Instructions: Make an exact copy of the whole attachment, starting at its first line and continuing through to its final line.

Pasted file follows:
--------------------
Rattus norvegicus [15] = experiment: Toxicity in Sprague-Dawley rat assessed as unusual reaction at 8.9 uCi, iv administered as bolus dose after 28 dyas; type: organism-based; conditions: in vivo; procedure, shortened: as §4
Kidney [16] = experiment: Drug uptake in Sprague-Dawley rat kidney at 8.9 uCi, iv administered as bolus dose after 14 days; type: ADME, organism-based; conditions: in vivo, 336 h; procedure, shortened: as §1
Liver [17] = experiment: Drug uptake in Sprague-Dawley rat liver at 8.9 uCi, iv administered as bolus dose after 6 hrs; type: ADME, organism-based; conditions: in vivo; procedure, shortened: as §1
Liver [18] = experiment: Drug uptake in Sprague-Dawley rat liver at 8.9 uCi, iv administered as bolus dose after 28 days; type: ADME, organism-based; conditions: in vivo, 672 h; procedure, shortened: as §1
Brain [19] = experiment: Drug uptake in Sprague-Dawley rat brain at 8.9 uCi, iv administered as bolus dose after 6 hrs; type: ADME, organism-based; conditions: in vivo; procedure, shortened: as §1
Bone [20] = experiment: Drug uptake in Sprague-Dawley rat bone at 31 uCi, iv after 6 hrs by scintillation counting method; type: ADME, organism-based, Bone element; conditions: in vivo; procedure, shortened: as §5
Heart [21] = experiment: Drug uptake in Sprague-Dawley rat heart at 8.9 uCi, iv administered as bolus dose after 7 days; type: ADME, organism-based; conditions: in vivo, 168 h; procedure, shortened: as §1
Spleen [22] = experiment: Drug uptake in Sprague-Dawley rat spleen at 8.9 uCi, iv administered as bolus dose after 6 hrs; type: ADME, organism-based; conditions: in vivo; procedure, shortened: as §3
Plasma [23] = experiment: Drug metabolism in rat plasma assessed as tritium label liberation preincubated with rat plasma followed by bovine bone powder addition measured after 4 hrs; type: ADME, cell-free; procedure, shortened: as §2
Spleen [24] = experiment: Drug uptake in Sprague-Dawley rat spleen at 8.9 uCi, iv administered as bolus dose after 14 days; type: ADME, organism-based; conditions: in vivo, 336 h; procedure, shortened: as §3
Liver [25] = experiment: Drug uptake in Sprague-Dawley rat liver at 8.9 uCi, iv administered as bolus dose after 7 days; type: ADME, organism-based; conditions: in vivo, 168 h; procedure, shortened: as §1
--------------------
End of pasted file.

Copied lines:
Rattus norvegicus [15] = experiment: Toxicity in Sprague-Dawley rat assessed as unusual reaction at 8.9 uCi, iv administered as bolus dose after 28 dyas; type: organism-based; conditions: in vivo; procedure, shortened: as §4
Kidney [16] = experiment: Drug uptake in Sprague-Dawley rat kidney at 8.9 uCi, iv administered as bolus dose after 14 days; type: ADME, organism-based; conditions: in vivo, 336 h; procedure, shortened: as §1
Liver [17] = experiment: Drug uptake in Sprague-Dawley rat liver at 8.9 uCi, iv administered as bolus dose after 6 hrs; type: ADME, organism-based; conditions: in vivo; procedure, shortened: as §1
Liver [18] = experiment: Drug uptake in Sprague-Dawley rat liver at 8.9 uCi, iv administered as bolus dose after 28 days; type: ADME, organism-based; conditions: in vivo, 672 h; procedure, shortened: as §1
Brain [19] = experiment: Drug uptake in Sprague-Dawley rat brain at 8.9 uCi, iv administered as bolus dose after 6 hrs; type: ADME, organism-based; conditions: in vivo; procedure, shortened: as §1
Bone [20] = experiment: Drug uptake in Sprague-Dawley rat bone at 31 uCi, iv after 6 hrs by scintillation counting method; type: ADME, organism-based, Bone element; conditions: in vivo; procedure, shortened: as §5
Heart [21] = experiment: Drug uptake in Sprague-Dawley rat heart at 8.9 uCi, iv administered as bolus dose after 7 days; type: ADME, organism-based; conditions: in vivo, 168 h; procedure, shortened: as §1
Spleen [22] = experiment: Drug uptake in Sprague-Dawley rat spleen at 8.9 uCi, iv administered as bolus dose after 6 hrs; type: ADME, organism-based; conditions: in vivo; procedure, shortened: as §3
Plasma [23] = experiment: Drug metabolism in rat plasma assessed as tritium label liberation preincubated with rat plasma followed by bovine bone powder addition measured after 4 hrs; type: ADME, cell-free; procedure, shortened: as §2
Spleen [24] = experiment: Drug uptake in Sprague-Dawley rat spleen at 8.9 uCi, iv administered as bolus dose after 14 days; type: ADME, organism-based; conditions: in vivo, 336 h; procedure, shortened: as §3
Liver [25] = experiment: Drug uptake in Sprague-Dawley rat liver at 8.9 uCi, iv administered as bolus dose after 7 days; type: ADME, organism-based; conditions: in vivo, 168 h; procedure, shortened: as §1